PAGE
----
and the reasonableness of Defendant's conduct under those
standards should be stricken as unreliable and as improper
legal conclusions. Id. at 3. The Motion also seeks
to strike experts Peter Marxenhausen and Bernard Kintnerfor,
endorsed to testify as to the reasonableness of the
arbitration award, because they did not testify at the
arbitration and their opinions are not relevant to the
coverage dispute. Id.
to the Motion [#34], on October 8, 2019, the Court granted
Plaintiff's Motion for Partial Summary Judgment [#40],
finding that Defendant had a duty to defend the Underlying
Case. Order on Summary Judgment [#64], at 27. The
Court granted in part and denied in part Defendant's
Motion for Summary Judgment [#35], finding that there was no
coverage under the Policy under the agent-owned property and
fraud exclusions, but that the lack of coverage under these
exclusions did not excuse Defendant's duty to defend.
at trial of expert testimony is governed by Fed.R.Evid. 702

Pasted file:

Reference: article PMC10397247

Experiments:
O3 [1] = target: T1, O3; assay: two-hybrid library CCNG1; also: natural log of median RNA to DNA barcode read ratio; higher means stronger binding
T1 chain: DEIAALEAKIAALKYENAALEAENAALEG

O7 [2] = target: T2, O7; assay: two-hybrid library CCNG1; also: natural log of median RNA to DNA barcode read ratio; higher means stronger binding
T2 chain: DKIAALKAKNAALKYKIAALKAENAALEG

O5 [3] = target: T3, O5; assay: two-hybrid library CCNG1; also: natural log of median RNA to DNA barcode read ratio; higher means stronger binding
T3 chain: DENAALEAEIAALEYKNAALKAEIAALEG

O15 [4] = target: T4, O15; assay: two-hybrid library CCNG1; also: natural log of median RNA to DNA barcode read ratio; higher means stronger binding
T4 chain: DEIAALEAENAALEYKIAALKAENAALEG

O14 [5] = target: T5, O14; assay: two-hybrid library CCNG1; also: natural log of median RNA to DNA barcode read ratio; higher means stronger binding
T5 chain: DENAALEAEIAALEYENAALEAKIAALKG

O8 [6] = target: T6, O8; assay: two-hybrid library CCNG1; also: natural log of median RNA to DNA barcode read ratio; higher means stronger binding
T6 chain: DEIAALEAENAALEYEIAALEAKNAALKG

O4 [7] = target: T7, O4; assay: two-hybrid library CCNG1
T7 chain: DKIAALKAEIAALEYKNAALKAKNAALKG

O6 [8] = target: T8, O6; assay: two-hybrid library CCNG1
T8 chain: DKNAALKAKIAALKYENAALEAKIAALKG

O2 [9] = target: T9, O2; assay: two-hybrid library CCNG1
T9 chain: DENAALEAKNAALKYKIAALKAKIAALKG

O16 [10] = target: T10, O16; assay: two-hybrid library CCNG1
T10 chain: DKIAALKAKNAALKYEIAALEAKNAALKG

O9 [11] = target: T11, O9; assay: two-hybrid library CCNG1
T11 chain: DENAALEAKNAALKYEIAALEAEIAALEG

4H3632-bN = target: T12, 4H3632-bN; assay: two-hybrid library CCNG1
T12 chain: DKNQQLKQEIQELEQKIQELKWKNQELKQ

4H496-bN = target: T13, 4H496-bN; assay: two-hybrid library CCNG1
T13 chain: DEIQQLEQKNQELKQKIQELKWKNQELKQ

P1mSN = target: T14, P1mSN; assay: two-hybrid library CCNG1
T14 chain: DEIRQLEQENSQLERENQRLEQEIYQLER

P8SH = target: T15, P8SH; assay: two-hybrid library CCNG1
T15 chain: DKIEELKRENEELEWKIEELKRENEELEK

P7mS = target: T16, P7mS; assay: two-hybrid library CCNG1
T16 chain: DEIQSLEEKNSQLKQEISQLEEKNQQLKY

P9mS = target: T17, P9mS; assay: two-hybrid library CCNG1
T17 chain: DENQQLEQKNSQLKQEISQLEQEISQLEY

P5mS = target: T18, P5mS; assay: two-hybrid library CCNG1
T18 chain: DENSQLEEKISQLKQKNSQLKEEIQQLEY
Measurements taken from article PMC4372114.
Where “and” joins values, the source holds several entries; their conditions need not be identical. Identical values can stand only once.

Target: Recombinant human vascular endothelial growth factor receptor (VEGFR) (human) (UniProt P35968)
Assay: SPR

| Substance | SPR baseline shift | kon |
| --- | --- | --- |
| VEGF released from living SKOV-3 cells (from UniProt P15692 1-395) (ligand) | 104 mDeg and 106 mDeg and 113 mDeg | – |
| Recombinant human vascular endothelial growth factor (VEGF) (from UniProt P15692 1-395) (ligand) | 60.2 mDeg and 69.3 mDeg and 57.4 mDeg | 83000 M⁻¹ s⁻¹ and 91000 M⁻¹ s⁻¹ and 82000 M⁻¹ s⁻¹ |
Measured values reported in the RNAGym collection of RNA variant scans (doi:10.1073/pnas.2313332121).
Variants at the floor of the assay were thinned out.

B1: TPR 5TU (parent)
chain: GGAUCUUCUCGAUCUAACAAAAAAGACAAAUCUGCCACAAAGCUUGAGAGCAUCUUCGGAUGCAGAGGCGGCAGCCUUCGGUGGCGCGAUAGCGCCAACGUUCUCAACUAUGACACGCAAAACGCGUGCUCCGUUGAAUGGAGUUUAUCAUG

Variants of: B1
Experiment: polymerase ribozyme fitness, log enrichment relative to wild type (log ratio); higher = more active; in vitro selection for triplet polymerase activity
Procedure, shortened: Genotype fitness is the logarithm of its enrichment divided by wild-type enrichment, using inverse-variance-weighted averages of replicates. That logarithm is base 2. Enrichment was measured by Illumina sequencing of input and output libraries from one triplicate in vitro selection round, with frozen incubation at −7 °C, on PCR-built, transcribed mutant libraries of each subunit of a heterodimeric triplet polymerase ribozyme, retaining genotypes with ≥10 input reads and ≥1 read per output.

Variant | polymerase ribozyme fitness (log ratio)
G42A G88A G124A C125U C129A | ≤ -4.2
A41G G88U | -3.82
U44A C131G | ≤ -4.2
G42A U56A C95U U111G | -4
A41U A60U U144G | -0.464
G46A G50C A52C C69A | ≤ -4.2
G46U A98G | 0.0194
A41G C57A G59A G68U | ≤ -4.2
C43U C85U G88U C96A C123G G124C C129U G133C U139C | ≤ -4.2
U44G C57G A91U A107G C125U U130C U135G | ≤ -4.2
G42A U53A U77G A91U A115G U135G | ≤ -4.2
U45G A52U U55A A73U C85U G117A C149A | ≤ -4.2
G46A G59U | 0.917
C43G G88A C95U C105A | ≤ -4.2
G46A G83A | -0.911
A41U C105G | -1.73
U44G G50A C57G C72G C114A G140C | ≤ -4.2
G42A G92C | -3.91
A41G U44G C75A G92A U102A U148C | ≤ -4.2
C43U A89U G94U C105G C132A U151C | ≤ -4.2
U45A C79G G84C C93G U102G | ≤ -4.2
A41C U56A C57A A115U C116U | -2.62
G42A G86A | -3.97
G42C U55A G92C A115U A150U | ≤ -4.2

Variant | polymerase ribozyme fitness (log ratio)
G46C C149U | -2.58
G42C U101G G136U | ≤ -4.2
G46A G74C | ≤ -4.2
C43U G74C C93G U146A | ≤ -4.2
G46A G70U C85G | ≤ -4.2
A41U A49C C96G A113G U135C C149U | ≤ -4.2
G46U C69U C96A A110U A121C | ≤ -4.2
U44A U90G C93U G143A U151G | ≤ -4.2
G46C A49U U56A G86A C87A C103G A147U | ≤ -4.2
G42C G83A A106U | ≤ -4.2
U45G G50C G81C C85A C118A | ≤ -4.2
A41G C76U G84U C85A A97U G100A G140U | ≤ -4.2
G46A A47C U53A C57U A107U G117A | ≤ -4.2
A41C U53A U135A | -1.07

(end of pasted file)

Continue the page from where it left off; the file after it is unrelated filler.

and requires a two-step analysis. 103 Investors I, L.P.
v. Square D Co., 470 F.3d 985, 990 (10th Cir. 2006).
“First, the court must determine whether the expert is
qualified by ‘knowledge, skill, experience, training,
or education' to render an opinion.” Id.
(citation omitted). “Second, if the expert is
sufficiently qualified, the court must determine whether the
opinion is reliable under the principles set forth in
Daubert. Id. (citing Daubert v. Merrell
Dow Pharmaceuticals, Inc., 509 U.S. 579 (1993)).
thus has a “gatekeeping role” in deciding whether
to admit or exclude expert testimony, and must determine that
the testimony is both reliable and relevant.
Daubert, 509 U.S. at 589, 597. An opinion is
reliable if the reasoning or methodology of the expert is
valid and “can be applied to the facts in issue.”
Id. at 592. An opinion is relevant if it
“‘will assist the trier of fact to understand the
evidence or to determine a fact in issue.'”
Id. (citation omitted).
the determination of whether expert testimony should be
admitted is within the sound discretion of the trial court.
Vining v. Enterprise Fin. Group, 148 F.3d 1206, 1218
(10th Cir. 1998). “‘[T]he rejection of expert
testimony is the exception rather than the rule.'”
O'Sullivan v. Geico Cas. Co., 233 F.Supp.3d 917,